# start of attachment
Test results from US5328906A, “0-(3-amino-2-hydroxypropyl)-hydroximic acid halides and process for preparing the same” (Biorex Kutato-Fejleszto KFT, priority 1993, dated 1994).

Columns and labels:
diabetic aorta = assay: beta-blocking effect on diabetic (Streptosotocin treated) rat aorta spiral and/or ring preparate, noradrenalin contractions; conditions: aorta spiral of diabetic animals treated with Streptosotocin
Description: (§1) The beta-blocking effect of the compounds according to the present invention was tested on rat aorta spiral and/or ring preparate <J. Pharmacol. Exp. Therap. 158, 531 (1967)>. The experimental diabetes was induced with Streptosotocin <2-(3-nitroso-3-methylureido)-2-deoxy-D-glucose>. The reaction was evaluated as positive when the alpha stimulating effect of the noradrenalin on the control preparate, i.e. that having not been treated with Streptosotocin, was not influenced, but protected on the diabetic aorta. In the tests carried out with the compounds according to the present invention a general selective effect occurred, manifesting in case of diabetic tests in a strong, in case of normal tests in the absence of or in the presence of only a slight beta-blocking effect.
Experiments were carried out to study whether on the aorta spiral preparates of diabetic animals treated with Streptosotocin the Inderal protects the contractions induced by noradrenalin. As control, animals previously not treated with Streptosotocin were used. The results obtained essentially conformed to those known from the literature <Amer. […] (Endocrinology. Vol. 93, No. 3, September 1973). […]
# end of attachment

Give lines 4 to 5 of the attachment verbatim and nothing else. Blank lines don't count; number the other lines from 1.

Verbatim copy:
Description: (§1) The beta-blocking effect of the compounds according to the present invention was tested on rat aorta spiral and/or ring preparate <J. Pharmacol. Exp. Therap. 158, 531 (1967)>. The experimental diabetes was induced with Streptosotocin <2-(3-nitroso-3-methylureido)-2-deoxy-D-glucose>. The reaction was evaluated as positive when the alpha stimulating effect of the noradrenalin on the control preparate, i.e. that having not been treated with Streptosotocin, was not influenced, but protected on the diabetic aorta. In the tests carried out with the compounds according to the present invention a general selective effect occurred, manifesting in case of diabetic tests in a strong, in case of normal tests in the absence of or in the presence of only a slight beta-blocking effect.
Experiments were carried out to study whether on the aorta spiral preparates of diabetic animals treated with Streptosotocin the Inderal protects the contractions induced by noradrenalin. As control, animals previously not treated with Streptosotocin were used. The results obtained essentially conformed to those known from the literature <Amer. […] (Endocrinology. Vol. 93, No. 3, September 1973). […]